Having a Coke with You
How we cite our quotes:
partly because of my love for you, partly because of your love for yoghurt (4)
This is a pretty casual expression of love, don't you think? Usually there's a choir in the background, some gently lit snowflakes, or, heck, even a lone violin. But in this case we get… yoghurt? This gives us an idea of the casual, conversational tone of the poem to follow. The speaker is just totally head-over-heels for the you, but he's also trying to avoid going too far over the top. He follows up his declaration of love—a potentially vulnerable moment—with an attempt to equate it with the addressee's love of yoghurt. This lets us know that we're not in for your typical lovey-dovey romance.
partly because of the secrecy our smiles take on before people and statuary (6)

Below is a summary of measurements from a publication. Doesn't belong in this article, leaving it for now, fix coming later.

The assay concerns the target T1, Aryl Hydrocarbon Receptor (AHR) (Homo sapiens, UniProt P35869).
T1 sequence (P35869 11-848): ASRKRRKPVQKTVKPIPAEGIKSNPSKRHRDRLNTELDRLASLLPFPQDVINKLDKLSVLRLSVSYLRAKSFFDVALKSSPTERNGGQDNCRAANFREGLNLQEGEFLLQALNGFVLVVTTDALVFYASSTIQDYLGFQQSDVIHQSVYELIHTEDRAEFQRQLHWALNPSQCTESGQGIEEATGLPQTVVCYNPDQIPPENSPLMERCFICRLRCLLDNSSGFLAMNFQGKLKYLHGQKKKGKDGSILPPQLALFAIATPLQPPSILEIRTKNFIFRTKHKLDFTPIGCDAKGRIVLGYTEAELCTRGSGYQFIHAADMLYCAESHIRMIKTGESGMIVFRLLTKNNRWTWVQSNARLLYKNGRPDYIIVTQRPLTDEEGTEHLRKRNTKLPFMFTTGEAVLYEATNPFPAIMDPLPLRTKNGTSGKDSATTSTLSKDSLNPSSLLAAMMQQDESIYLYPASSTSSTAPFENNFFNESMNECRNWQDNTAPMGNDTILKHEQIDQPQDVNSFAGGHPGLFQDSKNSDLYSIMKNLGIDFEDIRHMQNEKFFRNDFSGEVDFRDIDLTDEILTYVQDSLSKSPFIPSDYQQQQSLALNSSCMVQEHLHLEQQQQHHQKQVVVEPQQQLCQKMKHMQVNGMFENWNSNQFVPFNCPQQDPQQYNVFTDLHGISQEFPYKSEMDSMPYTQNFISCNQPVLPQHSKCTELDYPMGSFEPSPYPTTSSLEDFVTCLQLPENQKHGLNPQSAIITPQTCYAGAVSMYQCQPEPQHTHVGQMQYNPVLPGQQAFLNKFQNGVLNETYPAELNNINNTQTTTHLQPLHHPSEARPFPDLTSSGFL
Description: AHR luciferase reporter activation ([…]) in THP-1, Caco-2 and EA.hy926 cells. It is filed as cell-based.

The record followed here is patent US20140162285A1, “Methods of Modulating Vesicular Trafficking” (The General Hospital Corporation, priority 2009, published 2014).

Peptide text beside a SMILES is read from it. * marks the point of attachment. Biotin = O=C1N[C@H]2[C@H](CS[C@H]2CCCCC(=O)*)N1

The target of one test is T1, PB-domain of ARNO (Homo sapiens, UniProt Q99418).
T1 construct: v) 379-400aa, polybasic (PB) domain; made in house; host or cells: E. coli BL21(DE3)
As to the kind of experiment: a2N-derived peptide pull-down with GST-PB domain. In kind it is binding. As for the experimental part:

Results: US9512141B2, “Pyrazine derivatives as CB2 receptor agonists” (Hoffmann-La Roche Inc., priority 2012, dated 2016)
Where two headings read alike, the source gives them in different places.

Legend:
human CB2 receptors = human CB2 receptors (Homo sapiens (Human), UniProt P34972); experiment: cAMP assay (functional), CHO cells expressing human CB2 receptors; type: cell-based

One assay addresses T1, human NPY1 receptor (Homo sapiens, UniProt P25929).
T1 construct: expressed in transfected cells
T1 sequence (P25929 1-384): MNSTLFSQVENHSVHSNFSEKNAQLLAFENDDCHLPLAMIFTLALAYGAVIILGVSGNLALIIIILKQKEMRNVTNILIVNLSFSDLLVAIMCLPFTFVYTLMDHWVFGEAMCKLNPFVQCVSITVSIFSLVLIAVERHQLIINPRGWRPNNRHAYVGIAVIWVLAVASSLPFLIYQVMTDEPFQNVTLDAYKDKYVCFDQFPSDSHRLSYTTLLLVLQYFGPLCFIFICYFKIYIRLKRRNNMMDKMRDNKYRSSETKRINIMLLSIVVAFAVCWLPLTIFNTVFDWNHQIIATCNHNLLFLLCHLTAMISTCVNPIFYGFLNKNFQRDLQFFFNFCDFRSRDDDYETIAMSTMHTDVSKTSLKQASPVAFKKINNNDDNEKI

One of the great things about love is the privacy it creates. When you're in love with someone, it's like you live in a world with just the two of you. You have all these inside jokes and secret looks, and they are only meant for that other person. We get the sense here that the speaker and the "you" of the poem are a kind of exclusive club (with lots of velvet ropes and really big doorman to keep out the rest of the world).
in the warm New York 4 o'clock light we are drifting back and forth (9)
This sounds a little trippy. The speaker's not talking about astral projection, though. He's talking about that floating-on-a-cloud feeling that comes when you're in love. Notice, too, that the couple is "drifting back and forth." They are leaving themselves (though not literally, we hope) and moving toward each other. You know that stage of love where you sort of… become the person you are in love with? Or at least feel closer to them than you thought possible? This is what our speaker is on about here.